A new school year is beginning, full of enthusiasm and anticipation of success on the part of parents regarding their children. At the end of it, however, parents will be concerned about the difficulties they have shown by their children, and others will be distressed to deal with a school failure.
School failure can be minimized if difficulty is detected with essential learning skills to help the child develop it optimally. Learning skills go beyond the intellectual capacity you can have because it affects all academic areas, such as attention. A very important skill for school success is to be able to attend to so that we can understand and come to learn.
How does a care problem affect at school?
Statistics indicate that it’s common for kids with difficulty attending to also have difficulty with reading, writing, and math.
Problems with reading can arise in the early grades, while learning to read, because they have to concentrate so much on reading the words well and tend to lose the message behind them. Others will present it in later grades and will have to read the same writing several times to understand it.
Parents will also be able to observe the tendency for these children to think of something else as they read, leading them to read the wrong words and thus affecting understanding. The longer the sentence to read, the more likely your reading comprehension is to be affected. Following the instructions in the exams to perform properly will still be a challenge.
Others might present challenges with reading comprehension because they have difficulty understanding long texts, despite having an adequate vocabulary. There are those who, because of their impulsivity and attention issues, often omit words and misinterpret the content of reading.
This difficulty affects the understanding of written instructions, because the child performs the task with the information he has managed to retain, ignoring another that will prevent him from responding according to the macro, to the total sense of what is required.
Problems with writing can be evident from the beginning of learning this skill, as the child has to form letters and join them together to form words. While, in later grades, having to write a paragraph, it will have difficulty in beginning the drafting of the paragraph and in organizing its ideas to translate them into a role.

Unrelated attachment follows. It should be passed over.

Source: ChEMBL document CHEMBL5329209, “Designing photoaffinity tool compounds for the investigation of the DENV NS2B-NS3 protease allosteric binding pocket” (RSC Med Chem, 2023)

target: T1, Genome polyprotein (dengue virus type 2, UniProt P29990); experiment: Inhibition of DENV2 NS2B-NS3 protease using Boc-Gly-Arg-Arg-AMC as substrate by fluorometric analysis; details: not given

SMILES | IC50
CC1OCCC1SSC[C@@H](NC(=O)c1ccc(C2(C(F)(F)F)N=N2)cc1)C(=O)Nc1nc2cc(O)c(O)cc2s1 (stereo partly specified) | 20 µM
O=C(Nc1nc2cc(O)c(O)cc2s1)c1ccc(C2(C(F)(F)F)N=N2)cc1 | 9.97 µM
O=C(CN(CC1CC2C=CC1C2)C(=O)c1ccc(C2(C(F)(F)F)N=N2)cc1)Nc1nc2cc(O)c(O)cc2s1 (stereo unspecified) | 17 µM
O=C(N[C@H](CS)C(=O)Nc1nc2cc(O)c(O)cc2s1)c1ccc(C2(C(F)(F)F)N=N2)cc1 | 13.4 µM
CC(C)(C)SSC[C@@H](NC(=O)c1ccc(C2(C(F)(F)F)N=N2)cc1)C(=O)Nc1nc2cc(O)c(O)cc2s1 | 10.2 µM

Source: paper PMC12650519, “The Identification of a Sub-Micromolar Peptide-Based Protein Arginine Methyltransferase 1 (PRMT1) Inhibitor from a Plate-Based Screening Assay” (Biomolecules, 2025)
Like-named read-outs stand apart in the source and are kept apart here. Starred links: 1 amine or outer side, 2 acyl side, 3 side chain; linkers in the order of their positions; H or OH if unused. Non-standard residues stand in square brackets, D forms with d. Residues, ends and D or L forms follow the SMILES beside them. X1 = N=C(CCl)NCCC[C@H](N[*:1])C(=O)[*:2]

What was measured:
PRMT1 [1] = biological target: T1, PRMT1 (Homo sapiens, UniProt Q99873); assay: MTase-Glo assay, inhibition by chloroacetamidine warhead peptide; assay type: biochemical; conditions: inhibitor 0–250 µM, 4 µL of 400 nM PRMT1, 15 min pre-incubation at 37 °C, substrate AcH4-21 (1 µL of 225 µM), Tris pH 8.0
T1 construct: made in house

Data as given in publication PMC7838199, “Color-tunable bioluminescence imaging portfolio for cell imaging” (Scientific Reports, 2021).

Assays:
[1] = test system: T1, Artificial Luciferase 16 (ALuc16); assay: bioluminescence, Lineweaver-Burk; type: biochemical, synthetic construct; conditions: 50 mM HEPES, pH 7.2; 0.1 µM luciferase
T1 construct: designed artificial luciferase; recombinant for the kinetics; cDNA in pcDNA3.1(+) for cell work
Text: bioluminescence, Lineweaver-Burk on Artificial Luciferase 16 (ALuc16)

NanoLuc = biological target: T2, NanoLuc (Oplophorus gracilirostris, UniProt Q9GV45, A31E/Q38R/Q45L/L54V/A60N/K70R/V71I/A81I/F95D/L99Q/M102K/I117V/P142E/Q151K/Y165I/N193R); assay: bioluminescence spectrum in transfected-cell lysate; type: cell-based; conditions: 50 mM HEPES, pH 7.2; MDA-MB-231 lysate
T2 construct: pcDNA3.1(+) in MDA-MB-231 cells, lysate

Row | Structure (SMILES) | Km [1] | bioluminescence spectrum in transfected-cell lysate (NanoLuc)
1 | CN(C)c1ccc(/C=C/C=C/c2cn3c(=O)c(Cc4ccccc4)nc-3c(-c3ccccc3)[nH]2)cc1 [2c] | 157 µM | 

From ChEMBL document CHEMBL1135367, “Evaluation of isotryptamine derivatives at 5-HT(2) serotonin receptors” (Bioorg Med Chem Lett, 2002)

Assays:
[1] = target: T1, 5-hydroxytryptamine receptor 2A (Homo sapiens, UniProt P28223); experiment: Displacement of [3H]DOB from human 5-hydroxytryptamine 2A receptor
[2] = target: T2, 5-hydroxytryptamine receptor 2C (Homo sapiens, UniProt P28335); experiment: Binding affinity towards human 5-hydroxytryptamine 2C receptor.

As for mathematics, these children are usually impulsive, ignore details and skip steps in the sequence needed to solve an equation, despite being clear about mathematical concepts.
The presence of a problem with auditory processing is very common in children with attention disorders, and can impact learning the three basic skills: reading, writing, and math.
It is very common for them to have difficulty following a sequence of instructions with several steps, as well as a tendency to understand better what they see, or with visual keys, than what they only hear.
The constant requirement to have the question, instruction, or message repeated is a compensatory tool that helps them better understand. The tendency to distraction with noises, even if they are insignificant, such as a leak, shows the difficulty of focusing on a stimulus, while ignoring one who competes with the principal, this makes concentrating in the classroom a monumental task.
How can you help these children?
In some children it is difficult to identify the difficulty of attending before starting in school, but in others the indicators are obvious from the preschool stage. In such cases, parents should start helping the child prepare for entry to kindergarten.
A specialist evaluation and specialized therapies to increase sensory processing and attention can prevent future school failure. Other children will highlight indicators at the school level, and both they and their parents will experience moments of frustration and anguish when they receive constant complaints from teachers.
Learn more about our Children with Attention Disorders and Hearing Processing Difficulty Program. Click here.
If the child shows a high level of activity, the hyperactive, they will be able to assign the difficulties to a possible attention disorder, and it is the responsibility of teachers to refer the child to a specialist who evaluates it and determines if that is the diagnosis. If so, parents should decide between the use of drugs and/or therapies to increase attention, such as auditory sensory therapy and interactive metronmo, in addition to the necessary accommodation that must be made in the classroom.
A more complicated case is that of the child who does not have a high level of activity, the inattentive, but who presents all the difficulties described above to learn. For teachers, these children may be presenting problems of attitude, lack of motivation and interest, of dismissal. They could be disciplined or treated as if they had a behavioral problem and because they understand that they don’t mind learning. These are the children who after school have to go to tutoring, therapies and supervised studies to deal with the challenges they encounter on a daily basis to properly execute in the classroom.
Only a diagnosis by professionals can clarify the riddle and make the treatment they require viable. It is time for more importance to attention skills as key to school success and not just to recommend psychometric evaluations. As Daniel Goleman, professor of psychology at Harvard University and editor of Psychology Today, points out: “Knowing how to concentrate is more decisive for a child than his IQ.”